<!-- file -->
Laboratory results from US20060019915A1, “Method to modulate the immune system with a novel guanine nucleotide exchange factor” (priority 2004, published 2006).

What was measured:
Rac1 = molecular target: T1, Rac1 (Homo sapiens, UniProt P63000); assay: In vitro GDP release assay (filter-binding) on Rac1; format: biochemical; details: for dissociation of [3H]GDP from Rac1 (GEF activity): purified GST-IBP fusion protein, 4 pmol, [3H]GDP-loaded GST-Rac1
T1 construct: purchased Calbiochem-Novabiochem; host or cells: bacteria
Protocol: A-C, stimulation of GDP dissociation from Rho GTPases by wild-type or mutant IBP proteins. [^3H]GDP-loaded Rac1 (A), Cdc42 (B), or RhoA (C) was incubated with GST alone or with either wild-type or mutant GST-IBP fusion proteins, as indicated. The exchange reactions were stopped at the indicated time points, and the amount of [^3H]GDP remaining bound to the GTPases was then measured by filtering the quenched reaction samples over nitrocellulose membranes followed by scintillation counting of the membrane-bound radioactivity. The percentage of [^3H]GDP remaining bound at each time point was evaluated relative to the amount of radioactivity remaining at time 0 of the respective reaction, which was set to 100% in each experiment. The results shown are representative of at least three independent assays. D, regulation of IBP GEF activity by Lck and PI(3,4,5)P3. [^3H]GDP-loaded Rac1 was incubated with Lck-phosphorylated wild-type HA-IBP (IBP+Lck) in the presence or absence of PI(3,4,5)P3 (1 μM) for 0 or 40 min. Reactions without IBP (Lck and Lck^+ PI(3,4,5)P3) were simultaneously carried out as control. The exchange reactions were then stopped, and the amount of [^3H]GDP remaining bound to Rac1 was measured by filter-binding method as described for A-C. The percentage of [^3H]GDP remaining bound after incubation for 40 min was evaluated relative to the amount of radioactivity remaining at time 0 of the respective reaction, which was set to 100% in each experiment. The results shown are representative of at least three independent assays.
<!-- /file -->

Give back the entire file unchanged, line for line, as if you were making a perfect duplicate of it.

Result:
Laboratory results from US20060019915A1, “Method to modulate the immune system with a novel guanine nucleotide exchange factor” (priority 2004, published 2006).

What was measured:
Rac1 = molecular target: T1, Rac1 (Homo sapiens, UniProt P63000); assay: In vitro GDP release assay (filter-binding) on Rac1; format: biochemical; details: for dissociation of [3H]GDP from Rac1 (GEF activity): purified GST-IBP fusion protein, 4 pmol, [3H]GDP-loaded GST-Rac1
T1 construct: purchased Calbiochem-Novabiochem; host or cells: bacteria
Protocol: A-C, stimulation of GDP dissociation from Rho GTPases by wild-type or mutant IBP proteins. [^3H]GDP-loaded Rac1 (A), Cdc42 (B), or RhoA (C) was incubated with GST alone or with either wild-type or mutant GST-IBP fusion proteins, as indicated. The exchange reactions were stopped at the indicated time points, and the amount of [^3H]GDP remaining bound to the GTPases was then measured by filtering the quenched reaction samples over nitrocellulose membranes followed by scintillation counting of the membrane-bound radioactivity. The percentage of [^3H]GDP remaining bound at each time point was evaluated relative to the amount of radioactivity remaining at time 0 of the respective reaction, which was set to 100% in each experiment. The results shown are representative of at least three independent assays. D, regulation of IBP GEF activity by Lck and PI(3,4,5)P3. [^3H]GDP-loaded Rac1 was incubated with Lck-phosphorylated wild-type HA-IBP (IBP+Lck) in the presence or absence of PI(3,4,5)P3 (1 μM) for 0 or 40 min. Reactions without IBP (Lck and Lck^+ PI(3,4,5)P3) were simultaneously carried out as control. The exchange reactions were then stopped, and the amount of [^3H]GDP remaining bound to Rac1 was measured by filter-binding method as described for A-C. The percentage of [^3H]GDP remaining bound after incubation for 40 min was evaluated relative to the amount of radioactivity remaining at time 0 of the respective reaction, which was set to 100% in each experiment. The results shown are representative of at least three independent assays.